Heard on the Today show: "whuppin'"

James Harbeck jharbeck at SYMPATICO.CA
Tue Oct 28 15:39:49 UTC 2008

FWIW, although "whuppin'" undoubtedly comes from "whipping," it
doesn't really have the same valence for me, and it _is_ a word that
I've been accustomed to for some time. Rather, it and "whoop" (as in
"open up a can of whoop-ass") make me think not of whipping (except
on reflection) but of striking with the hand, a belt, the feet, or
just in general -- more in the way of blunt objects.

I would agree that it's a deliberate cultural reference --
African-American or at least Southern American, in the same way that
"a certain je ne sais quoi" is deliberately French and "top of the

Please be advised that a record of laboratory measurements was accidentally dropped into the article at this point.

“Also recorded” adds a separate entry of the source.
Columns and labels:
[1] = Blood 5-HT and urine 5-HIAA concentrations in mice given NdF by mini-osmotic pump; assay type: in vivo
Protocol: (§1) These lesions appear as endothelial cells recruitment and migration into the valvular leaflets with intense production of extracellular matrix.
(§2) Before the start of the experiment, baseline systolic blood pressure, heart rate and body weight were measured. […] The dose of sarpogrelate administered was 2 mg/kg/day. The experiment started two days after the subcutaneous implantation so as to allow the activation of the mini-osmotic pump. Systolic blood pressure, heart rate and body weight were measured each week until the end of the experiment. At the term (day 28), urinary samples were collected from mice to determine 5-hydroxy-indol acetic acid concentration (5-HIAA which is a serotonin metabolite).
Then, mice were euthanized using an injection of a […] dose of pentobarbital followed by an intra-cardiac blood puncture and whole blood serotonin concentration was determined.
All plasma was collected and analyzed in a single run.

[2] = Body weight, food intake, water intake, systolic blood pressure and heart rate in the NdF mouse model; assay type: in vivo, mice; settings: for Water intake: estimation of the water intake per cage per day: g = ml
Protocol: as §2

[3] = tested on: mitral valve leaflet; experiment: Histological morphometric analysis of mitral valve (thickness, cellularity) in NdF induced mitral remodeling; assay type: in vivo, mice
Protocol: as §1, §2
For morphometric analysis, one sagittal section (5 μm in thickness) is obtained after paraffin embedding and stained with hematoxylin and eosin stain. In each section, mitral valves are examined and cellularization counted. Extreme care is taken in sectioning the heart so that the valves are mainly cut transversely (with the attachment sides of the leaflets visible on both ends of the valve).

morning to you" is deliberately Irish (though, I'm told, not
necessarily common in Ireland). I'm just not sure that the users have
it in mind as a conscious variant on "whipping" -- "whip his ass"
isn't, in my little universe (FWIW), a white equivalent of "whup his
ass," and "give him a whipping" couldn't be used everywhere "give him
a whuppin'" could; my sense is that the reference to literal whipping
has faded almost entirely into the background. So whenever I've used
"whup" or "whuppin'", I haven't had whipping in mind.

But that's just individual data from a Canadian, so of course the
consciousness of its relation to "whipping" (which for me is only
there on reflection) may be more present for the users on the Today

James Harbeck.

The American Dialect Society - http://www.americandialect.org

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